Act 108 amends Title 20 (Decedents, Estates and Fiduciaries) of PA Consolidated Statutes, to provide for uniform adult guardianship and protective proceedings jurisdiction.  The final form of that Bill is available on the web, in PDF format, and as a Word document.

Act 108 deals primarily with court-oriented jurisdictional, transfer, and enforcement issues relating to adult guardianships and adult protective proceedings.  For a lengthy explanation about the then-pending bill, with links, see: PA Elder, Estate & Fiduciary Law Blog post, "Granny Snatching" Prohibition Pending in PA (10/25/11).

Act 108 was based upon the Uniform Adult Guardianship and Protective Proceedings Jurisdiction Act (UAGPPJA), a national statutory model that received approval at the 2007 annual meeting of the National Conference of Commissioners for Uniform State Laws (NCCUSL).

Already in 2012, Connecticut and Maine adopted it, and seven other states, consider it.  Our nearby sister state, New Jersey, is one of them.  See:  New Jersey Considers Law to Prevent ‘Granny Snatching’, (05/21/12), by Beth Fitzgerald, posted on NJ Spotlight, which analyses how their proposed new law "would alleviate jurisdictional issues when families feud over guardianship".

Before 2012, a majority of more than thirty states adopted it (see map above, which now identifies Pennsylvania as an "enacted" state).

The bill as originally proposed was based upon the model statute, and was revised only slightly for its final version adopted by the Legislature (House: 196-0 on October 26, 2011; and  Senate: 49-0 on June 26, 2012).  For example, the original bill used the uniform act's definition of "conservator" as one who manages property of an adult person, and "guardian" as one who makes personal decisions for another.  In Pennsylvania, instead, Chapter 55 (Incapacitated Persons) uses the term "guardian" for both aspects of surrogate management.

The few revisions added in the amended version of the Bill varied slightly from the model statutory form, but only clarified concepts.

This legislation, which will become effective on September 5, 2012, represents an accomplishment for those who drafted, introduced, advocated, and enacted it.  Its adoption will benefit those inside and outside of Pennsylvania, whose lives and living situations will be touched by guardianship disputes involving adults brought into courts.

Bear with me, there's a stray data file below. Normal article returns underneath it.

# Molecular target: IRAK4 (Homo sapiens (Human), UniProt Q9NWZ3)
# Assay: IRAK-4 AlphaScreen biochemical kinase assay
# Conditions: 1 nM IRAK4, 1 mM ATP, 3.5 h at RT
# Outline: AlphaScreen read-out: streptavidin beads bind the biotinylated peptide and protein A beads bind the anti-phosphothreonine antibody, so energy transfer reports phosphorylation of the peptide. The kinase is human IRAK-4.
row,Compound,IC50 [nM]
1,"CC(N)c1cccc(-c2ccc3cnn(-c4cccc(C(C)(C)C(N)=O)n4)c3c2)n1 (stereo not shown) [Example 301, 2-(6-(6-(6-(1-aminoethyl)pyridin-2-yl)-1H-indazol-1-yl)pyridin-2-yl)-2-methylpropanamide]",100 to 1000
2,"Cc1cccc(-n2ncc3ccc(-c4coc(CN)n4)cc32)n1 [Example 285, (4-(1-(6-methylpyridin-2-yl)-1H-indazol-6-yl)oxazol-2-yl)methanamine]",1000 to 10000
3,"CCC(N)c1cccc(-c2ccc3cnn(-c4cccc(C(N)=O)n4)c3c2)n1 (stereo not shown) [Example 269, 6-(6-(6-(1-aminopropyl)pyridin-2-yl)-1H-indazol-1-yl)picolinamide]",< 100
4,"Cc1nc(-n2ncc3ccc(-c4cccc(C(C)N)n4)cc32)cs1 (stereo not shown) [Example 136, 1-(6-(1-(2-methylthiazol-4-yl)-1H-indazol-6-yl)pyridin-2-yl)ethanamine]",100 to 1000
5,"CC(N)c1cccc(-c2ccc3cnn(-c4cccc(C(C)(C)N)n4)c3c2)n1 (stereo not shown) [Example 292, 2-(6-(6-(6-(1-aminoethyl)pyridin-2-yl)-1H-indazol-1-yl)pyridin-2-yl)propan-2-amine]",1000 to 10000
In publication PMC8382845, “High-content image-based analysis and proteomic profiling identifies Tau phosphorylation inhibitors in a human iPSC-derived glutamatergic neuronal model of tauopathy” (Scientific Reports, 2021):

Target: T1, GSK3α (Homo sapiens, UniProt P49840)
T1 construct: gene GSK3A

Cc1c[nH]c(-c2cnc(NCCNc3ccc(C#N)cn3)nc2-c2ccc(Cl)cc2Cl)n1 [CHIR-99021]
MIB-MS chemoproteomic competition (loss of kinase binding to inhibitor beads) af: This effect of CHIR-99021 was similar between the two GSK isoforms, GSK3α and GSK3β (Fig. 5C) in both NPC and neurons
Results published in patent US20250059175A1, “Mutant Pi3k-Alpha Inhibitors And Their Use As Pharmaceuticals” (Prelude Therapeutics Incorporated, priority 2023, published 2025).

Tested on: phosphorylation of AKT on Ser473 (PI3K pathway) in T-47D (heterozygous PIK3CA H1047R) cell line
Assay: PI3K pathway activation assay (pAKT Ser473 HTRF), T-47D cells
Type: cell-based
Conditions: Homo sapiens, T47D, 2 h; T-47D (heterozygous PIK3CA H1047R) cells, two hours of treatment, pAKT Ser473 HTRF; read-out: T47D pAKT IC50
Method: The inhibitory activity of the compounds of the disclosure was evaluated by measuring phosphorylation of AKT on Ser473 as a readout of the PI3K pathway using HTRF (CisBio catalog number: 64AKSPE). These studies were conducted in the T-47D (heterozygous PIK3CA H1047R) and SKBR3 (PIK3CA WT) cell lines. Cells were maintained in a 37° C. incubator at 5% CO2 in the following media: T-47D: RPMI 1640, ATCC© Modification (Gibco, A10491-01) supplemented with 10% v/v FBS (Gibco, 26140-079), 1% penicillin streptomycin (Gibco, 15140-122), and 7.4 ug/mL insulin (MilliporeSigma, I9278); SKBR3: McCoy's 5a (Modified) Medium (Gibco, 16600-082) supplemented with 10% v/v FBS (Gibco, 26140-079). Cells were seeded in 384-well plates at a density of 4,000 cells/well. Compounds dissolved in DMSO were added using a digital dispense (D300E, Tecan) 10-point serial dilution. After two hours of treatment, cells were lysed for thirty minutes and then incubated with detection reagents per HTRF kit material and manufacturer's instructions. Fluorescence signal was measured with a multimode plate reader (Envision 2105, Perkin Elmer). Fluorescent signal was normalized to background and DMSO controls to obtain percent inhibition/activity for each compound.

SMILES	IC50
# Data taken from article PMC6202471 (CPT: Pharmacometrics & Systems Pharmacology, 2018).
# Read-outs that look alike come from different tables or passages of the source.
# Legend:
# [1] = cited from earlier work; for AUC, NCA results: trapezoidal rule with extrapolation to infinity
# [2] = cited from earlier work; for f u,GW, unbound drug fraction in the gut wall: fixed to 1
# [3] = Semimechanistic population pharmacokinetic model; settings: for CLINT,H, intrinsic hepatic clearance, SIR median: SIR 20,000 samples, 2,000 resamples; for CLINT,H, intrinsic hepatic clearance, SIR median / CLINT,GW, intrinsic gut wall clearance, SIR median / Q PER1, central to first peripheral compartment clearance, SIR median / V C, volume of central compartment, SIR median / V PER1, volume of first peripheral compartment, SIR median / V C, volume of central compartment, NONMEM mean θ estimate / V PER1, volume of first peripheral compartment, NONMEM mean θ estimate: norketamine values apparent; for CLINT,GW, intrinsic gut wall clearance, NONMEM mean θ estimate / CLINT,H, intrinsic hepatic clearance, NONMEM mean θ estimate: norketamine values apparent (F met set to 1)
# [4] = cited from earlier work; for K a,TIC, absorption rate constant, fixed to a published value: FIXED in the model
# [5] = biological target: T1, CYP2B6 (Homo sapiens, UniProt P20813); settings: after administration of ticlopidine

Now Pennsylvania Orphans' Court judges will have clear jurisdictional rules, and the Commonwealth's Area Agencies on Aging, as well as private litigants, will have new tools, within the setting of an increasingly uniform state court jurisdictional system, that can expedite remedies for certain kinds of personal dislocations and financial elder abuse.

Tuesday, July 03, 2012

Family Farms Exempted from PA Inheritance Tax

On July 2, 2012, Governor Tom Corbett signed legislation that, effective after June 30, 2012, exempts working farms and some related agricultural commodities from Pennsylvania Inheritance Tax.  

The Governor's Press Release was posted by PR Newswire under the title Pennsylvania Governor Tom Corbett Ends Burden for Farmers by Eliminating Inheritance Tax (07/01/12):
Pennsylvania farmers can now pass their farms on to their heirs without worrying they will have to pay steep "death taxes" to keep them in the family.

"The death tax has forced too many families to sell their legacy, their land and their way of life," said Governor Corbett. "This tax has put too many farms out of business because it was too expensive for farmers to pass them down to their children. This will happen no more. We intend to save our farms."

Previously when a landowner died, heirs to their farm property had to pay an inheritance tax of 4.5 percent if they were adult children and 12 percent if they were siblings of the deceased.

"The inheritance tax has been a burden on farm families for decades," said Agriculture Secretary George Greig. "By eliminating this tax, Governor Corbett solidified his commitment to Pennsylvania farm families, and to keeping farmers farming for generations. This law provides farmers the opportunity to save thousands of dollars in inheritance tax, allowing them to reinvest in their agricultural operations." * * *